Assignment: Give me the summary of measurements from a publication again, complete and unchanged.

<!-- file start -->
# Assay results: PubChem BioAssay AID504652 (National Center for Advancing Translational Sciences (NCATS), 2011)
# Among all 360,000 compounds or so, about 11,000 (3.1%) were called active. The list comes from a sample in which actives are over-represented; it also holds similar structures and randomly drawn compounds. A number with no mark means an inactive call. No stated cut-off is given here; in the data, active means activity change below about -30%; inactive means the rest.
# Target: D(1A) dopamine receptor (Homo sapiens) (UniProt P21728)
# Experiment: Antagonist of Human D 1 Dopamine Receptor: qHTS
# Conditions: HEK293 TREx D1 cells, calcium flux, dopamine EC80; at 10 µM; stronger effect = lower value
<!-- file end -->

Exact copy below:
# Assay results: PubChem BioAssay AID504652 (National Center for Advancing Translational Sciences (NCATS), 2011)
# Among all 360,000 compounds or so, about 11,000 (3.1%) were called active. The list comes from a sample in which actives are over-represented; it also holds similar structures and randomly drawn compounds. A number with no mark means an inactive call. No stated cut-off is given here; in the data, active means activity change below about -30%; inactive means the rest.
# Target: D(1A) dopamine receptor (Homo sapiens) (UniProt P21728)
# Experiment: Antagonist of Human D 1 Dopamine Receptor: qHTS
# Conditions: HEK293 TREx D1 cells, calcium flux, dopamine EC80; at 10 µM; stronger effect = lower value